Photo Essay

Above the Concrete: The Colors of Hip-Hop

Bedrock

Each morning, I wake up, put each of my feet through the legs of my size 34 jeans, and pull a t-shirt over my head. I tie the laces to my white pumas, and throw my pea coat over my shoulders. I grab my camera, and present myself to the world. In return, the world has presented itself to me.

My camera has taken me crazy places, and introduced me to fantastic subjects. In the summer of 2006, the "Hyphy" movement exploded on the bay area, my camera was fixated, focused on the individuals under the flashing lights of the national spotlight. Since Run DMC and Adidas shell-toes, hip-hop and fashion have gone hand in hand. A distant history from black and white striped sneakers, street fashion was no less pivotal to the hyphy movement's culture of stunner shades and dread locks. I instantly became interested in portraying the complex stories of my subjects: their individuality, and creativity, their struggles and successes. My fist obstacle became abundantly clear. While the rapper as performer can be overwhelming audible, as an image, they are inherently received visualy. The photographic subject is in fact silent.

So what is my music, what notes do I play to tell my story? The photograph became my subject's stage, and their identity their microphone. Their vibrato, strength and masculinity is conveyed in photographic terms, their boldness emphasized through perspective, color, and position in the composition. I became interested in making the subject representatively loud. From tall tees to airbrushing to painted shirts, the color and character fashion quickly became a symbol of self expression, and a colorful signifier of their identities. I became interested in articulating through imagery themes of successes and struggles through the juxtaposition of vivacious, colorful individuals juxtaposed against their weeping, quiet surroundings.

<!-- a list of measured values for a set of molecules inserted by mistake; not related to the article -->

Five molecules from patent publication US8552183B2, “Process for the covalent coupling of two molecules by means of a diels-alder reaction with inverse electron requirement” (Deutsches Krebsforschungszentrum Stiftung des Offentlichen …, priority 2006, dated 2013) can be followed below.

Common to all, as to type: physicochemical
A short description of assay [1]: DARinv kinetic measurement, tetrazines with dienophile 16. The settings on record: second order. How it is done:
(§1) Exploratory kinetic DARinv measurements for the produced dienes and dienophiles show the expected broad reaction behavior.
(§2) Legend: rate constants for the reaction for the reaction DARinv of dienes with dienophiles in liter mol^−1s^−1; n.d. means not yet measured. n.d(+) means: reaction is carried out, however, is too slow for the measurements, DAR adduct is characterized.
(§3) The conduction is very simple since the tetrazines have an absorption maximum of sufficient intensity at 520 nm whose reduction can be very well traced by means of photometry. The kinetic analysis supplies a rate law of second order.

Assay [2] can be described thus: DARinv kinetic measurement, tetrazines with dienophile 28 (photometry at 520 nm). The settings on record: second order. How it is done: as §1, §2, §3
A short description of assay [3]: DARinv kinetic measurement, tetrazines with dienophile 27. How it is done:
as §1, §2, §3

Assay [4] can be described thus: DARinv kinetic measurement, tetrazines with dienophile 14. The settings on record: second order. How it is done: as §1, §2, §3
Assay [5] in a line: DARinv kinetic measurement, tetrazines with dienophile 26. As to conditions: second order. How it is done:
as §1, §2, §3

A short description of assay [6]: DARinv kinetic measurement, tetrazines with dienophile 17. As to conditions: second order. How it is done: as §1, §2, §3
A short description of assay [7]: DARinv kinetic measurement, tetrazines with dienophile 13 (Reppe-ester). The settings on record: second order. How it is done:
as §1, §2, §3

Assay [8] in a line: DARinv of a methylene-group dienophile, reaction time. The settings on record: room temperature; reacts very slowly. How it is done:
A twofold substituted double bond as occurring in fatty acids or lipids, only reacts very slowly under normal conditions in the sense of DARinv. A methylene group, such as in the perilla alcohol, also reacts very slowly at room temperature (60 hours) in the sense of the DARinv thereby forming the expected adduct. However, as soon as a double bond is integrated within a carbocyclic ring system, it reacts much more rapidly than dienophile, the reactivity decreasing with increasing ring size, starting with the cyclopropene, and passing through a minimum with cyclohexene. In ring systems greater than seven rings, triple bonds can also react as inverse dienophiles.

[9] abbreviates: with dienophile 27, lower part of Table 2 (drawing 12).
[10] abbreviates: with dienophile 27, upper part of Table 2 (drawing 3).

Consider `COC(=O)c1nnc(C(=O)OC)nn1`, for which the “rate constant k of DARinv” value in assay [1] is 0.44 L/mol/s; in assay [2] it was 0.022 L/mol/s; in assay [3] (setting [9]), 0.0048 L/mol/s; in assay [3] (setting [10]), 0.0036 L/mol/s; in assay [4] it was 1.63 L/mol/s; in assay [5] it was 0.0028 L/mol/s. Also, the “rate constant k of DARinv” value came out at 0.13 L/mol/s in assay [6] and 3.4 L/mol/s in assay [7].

Where rappers are constantly performing, I chose to portray their gestures as largely subdued. For me, colors become the visual baseline whose saturation vibrates from my picture plane, emblematic of the boisterous subjects I portray. Urban settings provide the background to the narrative, contextually placing each subject within the descriptive plot of their environment. Industrial decay, crippled buildings, rusted fences, and freeway underpasses are emphasized as cold yet beautiful, symbolic of rap lyric's linguistic, artful, and poetic beautification of adversity. Cars, clothes and jewelry are outward visual symbols of excess and marks of achievement.

In the end, I found myself in my portraits, photography is my music. While rappers tie together tongue twisting lyrics over droning, repetitive bass patterns, my camera became my baseline. With each photographic portrait I played a song. For this series, each image's bold, vivacious subject unfolds as a narrative above the concrete, each portrait a celebratory story of an individuals rise against the lethargic, broken urban landscape.

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